Pavel Tomar

Eric Hobsbawm: A Life in History by Richard J Evans, London: Little Brown, 2019; pp xiii + 785, ?954 (hardcover).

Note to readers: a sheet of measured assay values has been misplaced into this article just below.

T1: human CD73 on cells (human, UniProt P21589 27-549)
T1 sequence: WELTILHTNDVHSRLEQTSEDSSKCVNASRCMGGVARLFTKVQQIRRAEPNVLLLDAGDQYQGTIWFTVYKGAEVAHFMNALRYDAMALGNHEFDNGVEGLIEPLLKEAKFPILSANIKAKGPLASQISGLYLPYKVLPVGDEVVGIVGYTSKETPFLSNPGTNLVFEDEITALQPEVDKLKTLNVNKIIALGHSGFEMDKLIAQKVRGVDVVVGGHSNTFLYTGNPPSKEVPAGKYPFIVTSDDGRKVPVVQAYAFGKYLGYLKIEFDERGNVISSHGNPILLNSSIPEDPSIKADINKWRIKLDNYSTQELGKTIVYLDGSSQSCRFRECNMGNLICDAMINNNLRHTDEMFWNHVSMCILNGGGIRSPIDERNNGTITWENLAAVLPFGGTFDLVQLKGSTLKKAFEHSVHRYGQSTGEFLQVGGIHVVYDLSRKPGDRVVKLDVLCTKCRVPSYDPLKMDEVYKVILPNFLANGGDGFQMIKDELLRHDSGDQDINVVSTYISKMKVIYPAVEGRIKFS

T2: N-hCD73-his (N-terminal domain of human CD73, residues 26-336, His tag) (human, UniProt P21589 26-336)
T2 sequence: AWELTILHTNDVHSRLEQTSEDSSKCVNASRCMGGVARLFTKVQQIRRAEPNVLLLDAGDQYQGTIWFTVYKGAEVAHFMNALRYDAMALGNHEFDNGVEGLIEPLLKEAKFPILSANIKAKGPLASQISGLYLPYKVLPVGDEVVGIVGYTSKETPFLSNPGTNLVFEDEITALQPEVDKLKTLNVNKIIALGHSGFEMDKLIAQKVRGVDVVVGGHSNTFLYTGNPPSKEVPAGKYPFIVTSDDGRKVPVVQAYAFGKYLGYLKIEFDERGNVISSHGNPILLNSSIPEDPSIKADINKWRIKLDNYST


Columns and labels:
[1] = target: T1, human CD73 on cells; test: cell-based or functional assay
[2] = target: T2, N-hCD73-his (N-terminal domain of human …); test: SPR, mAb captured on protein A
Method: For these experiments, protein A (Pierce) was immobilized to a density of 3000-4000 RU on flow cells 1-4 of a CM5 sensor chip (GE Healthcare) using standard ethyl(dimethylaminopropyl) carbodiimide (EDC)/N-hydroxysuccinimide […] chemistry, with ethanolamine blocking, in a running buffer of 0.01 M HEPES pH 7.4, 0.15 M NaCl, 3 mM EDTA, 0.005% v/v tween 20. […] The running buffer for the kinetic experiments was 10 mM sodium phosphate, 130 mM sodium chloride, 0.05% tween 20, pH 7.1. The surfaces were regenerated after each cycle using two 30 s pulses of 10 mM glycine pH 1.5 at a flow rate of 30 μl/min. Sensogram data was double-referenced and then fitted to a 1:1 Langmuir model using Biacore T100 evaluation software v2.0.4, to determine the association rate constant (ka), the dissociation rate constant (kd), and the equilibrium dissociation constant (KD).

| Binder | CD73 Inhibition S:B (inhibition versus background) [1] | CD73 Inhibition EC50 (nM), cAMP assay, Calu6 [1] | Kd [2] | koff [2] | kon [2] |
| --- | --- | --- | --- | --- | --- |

In 1920, when Viennese writer Karl Kraus was informed that Leon Trotsky had saved the October Revolution by organising a Red Army, his shocked reaction was: “(w)ho would have expected that of Herr Bronstein from Café Central!” It was unbelievable to see someone displaying such delicate cultural taste and yet be able to get involved in a war effort of epic proportions. It might seem ironical to observe a similar ideological reception of Eric Hobsbawm, not the least because the historian himself was fond of Karl Kraus’s writings and a first edition copy of Kraus’s work was part of his will, but such a reckoning does indeed seem to have plagued him from the very beginning when he tried to establish himself in the interwar years in London as a young and talented polyglot from Vienna whose Jewish family had moved there from Egypt, till the very end of his life when he became an intellectual superstar. Ramachandra Guha exemplified this approach by distinguishing between Hobsbawm the historian and Hobsbawm the Marxist, a sanitised version of the former being preferable to the latter (Guha 2012). The idea is that Eric Hobsbawm was a great historian not because of, but in spite of his belief in Marxism. As this excellently researched biography by the eminent historian Richard J Evans (who specialises on Third Reich) demonstrates, this seemingly benign notion blocked Hobsbawm’s access to jobs and promotion in his younger days, and later it disguised itself as political correctness in order to diminish the critical implications of his scholarship. The challenge is to recognise the role of Marxism in the scholarship of Hobsbawm, something which he himself was proud of.